Water in the morning – According to Horticulture Magazine, plant’ roots are most receptive to watering in the morning and never during midday sun. It is also better to avoid watering in the evening, but if you get home from work and your plants are thirsty indeed, give them a good drink.

Water the Soil, Not the Leaves – It turns out that some plants (especially those with hairy leaves) are susceptible to sunburn if planted in direct sunlight and left with water on their leaves. Water droplets can act like mini-magnifying glasses and burn the plant. Shade plants do not escape, either. Prolonged wetness on these leaves can lead to increased risk of fungus, mildew, and other diseases.

Don’t Rely on the Rain – Even if you think that a rain shower has sufficiently watered your plants, still check them. Sometimes a plant’s foliage and flowers can act like an umbrella, preventing water from getting into the soil and quenching the thirsty roots.

Don’t Let Soil Dry Out Completely – We have added fresh potting soil to each container and tilled completely. Over time many potting mixes become tough and won’t absorb water efficiently. Sometimes during the growing season your potting mix may get too dry and pull away from the sides of your containers. If this happens you’ll notice that water just flows over the soil, down the sides of the pot and out the bottom, leaving your plants gasping for a drink.

But don’t fret! If it’s a relatively small pot, simply submerge it in a large container of water, taking it out when it has stopped bubbling. For a larger pot, poke holes in the soil with a pencil or screwdriver and then give it a good drink, making sure the water is penetrating the soil and not just flowing down the sides.

Don’t Assume Once is Enough – Depending on elements such as heat, wind, and the size of the containers, you may need to water your plants more than once a day. Terra cotta pots, hanging baskets of coconut liners, and metal pots can dry out extremely f

ast on a hot, windy summer day. Over The season you will recognize which containers need to be checked more frequently.

 

Garden Talk: Rose Pruning

Monday, December 9th, 2013

Roses are a great addition to your landscapes garden and are enjoyed indoors and out. This time of year we have people ask us about pruning their Roses. Let me give you the Father Nature Landscapes way of taking care of your Roses. First, you’ll need a little bit of background on what you are dealing with. Note that this list is not in perfect detail of the in’s and out’s of how to be a Roses gardener, simply the quick, simplified version.

I.  Hybrid T:  Multi seasonal blooming Roses typically used for cuttings due to their long, straight and upright growth before its impressive bloom.

II.  Floribunda: Bush type Rose. Bunch type (3-15 blooms in a cluster) blooming Rose ranging from carpet, climbers and spilling Roses and all in the middle.

III.  Grandiflora Rose:  Bush style rose that is a cross between the hybrid T Rose and Floribunda Rose consisting of both single cutting type Roses and clustered Roses. Can    get as large as 6′ in height.

  1. Prune all of these in February when buds begin to swell.
  2. Think through your desired shape to encourage air flow, use and size.
  3. Cut out any dead canes.
  4. Cut any suckers that may be growing from root stock.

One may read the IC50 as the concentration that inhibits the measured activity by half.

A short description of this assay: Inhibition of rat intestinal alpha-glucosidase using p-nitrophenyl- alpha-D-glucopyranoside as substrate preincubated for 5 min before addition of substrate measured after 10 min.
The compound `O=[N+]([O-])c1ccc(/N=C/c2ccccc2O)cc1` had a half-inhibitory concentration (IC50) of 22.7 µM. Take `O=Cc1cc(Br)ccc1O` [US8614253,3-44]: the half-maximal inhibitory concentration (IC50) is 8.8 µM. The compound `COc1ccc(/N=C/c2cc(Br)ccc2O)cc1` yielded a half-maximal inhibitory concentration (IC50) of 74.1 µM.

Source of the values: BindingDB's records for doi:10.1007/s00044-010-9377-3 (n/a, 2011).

5. Cut any remaining canes that are smaller than a pencil, or crossing or inward growing stems (These cause damage and allow for disease to enter the plant).
  6. Select 4-6 of the remaining canes, determine the shape desired and cut to height of 1-4′ depending on preference.

This should leave an open shrub with outward growing branch structure.

After first bloom, remove spent blooms to encourage more flowering throughout the summer. This process is known as ‘deadheading’. DSC_0070

 

Water Wise

Wednesday, August 15th, 2012

In the modern landscape, being water wise is not just turning off the hose for the summer. Most people like the green, lush landscape through the summer, and it is obtainable if you plan ahead.

  1. Design for plants for your area. (Zone allocation, sun/shade, high and dry ground or low wetlands).
  2. When planting, water-in your plant material extremely well. Doing this will ensure that the root system can penetrate the native soil and tap into the natural soil moisture and nutrient nearby. We also like to use a type of mychrobial fungi during planting to ensure healthy soil culture.
  3. A healthy 2” layer of mulch around your plants will hold in moisture, protect your roots from heat/freeze and look good at the same time.
  4. Use your irrigation (or sprinkler) system with thoughtful planning. Plants need consistency in their watering schedule to help grow deep, healthy roots. Most importantly is a properly installed irrigation system, run times set for early in the morning and use of modern moisture control devices.  (Anything from a simple ‘Rain clik’ to the modern station monitoring sensors).
  5. Finally, yearly (at minimal) you should clean out the crown’s (the base of the plant where the stem meets the soil) of your plants. Excessive buildup of organic matter can actually hurt a plant by suffocation to the root system and giving an environment for fungi/insects to grow. Un-like the old wives’ tale, I don’t feel this helps with water conservation as much as one would think.

During this hot summer, most people are frantically trying to find ways to keep their landscapes looking their best. This water wise topic should not only be during the heat of the summer, but during all seasons in the landscape.

Realizing that several of these topics are a bit more involved than others, please feel free to contact us for products or advice.